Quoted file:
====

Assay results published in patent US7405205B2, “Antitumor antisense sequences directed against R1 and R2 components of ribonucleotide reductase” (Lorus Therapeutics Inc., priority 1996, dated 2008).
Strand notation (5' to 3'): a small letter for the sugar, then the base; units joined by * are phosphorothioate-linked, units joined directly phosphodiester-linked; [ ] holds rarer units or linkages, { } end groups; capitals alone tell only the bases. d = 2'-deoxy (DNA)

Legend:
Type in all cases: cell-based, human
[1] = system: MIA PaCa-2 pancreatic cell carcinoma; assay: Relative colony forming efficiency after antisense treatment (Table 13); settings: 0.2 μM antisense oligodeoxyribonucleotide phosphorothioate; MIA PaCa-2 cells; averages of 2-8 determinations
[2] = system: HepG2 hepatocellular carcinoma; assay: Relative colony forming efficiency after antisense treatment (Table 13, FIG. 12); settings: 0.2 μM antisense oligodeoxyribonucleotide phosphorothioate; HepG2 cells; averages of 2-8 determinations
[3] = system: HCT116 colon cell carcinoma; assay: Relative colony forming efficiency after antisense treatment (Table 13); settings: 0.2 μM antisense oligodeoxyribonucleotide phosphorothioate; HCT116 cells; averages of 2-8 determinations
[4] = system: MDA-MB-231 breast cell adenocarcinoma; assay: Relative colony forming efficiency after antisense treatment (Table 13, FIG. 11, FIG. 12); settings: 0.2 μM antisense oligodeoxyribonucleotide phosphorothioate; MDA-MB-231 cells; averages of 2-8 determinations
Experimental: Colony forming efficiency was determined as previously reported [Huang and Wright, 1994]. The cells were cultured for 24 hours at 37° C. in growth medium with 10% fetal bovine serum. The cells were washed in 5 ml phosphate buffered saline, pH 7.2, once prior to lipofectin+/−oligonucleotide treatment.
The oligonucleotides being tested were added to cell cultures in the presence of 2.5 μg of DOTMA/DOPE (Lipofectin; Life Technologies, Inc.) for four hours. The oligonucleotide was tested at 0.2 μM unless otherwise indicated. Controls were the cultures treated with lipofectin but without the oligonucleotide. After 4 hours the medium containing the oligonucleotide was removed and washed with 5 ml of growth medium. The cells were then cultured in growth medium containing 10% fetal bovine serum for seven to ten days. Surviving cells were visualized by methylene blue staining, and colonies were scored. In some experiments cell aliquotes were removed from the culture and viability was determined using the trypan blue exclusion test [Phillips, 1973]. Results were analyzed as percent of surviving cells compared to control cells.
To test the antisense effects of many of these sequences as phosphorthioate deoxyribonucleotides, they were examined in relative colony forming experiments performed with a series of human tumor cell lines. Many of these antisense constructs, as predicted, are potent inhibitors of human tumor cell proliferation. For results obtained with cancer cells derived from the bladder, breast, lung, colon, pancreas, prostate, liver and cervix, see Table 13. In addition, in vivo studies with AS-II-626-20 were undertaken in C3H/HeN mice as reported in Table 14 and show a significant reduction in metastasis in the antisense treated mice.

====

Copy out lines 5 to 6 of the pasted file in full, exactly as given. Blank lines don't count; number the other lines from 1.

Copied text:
[1] = system: MIA PaCa-2 pancreatic cell carcinoma; assay: Relative colony forming efficiency after antisense treatment (Table 13); settings: 0.2 μM antisense oligodeoxyribonucleotide phosphorothioate; MIA PaCa-2 cells; averages of 2-8 determinations
[2] = system: HepG2 hepatocellular carcinoma; assay: Relative colony forming efficiency after antisense treatment (Table 13, FIG. 12); settings: 0.2 μM antisense oligodeoxyribonucleotide phosphorothioate; HepG2 cells; averages of 2-8 determinations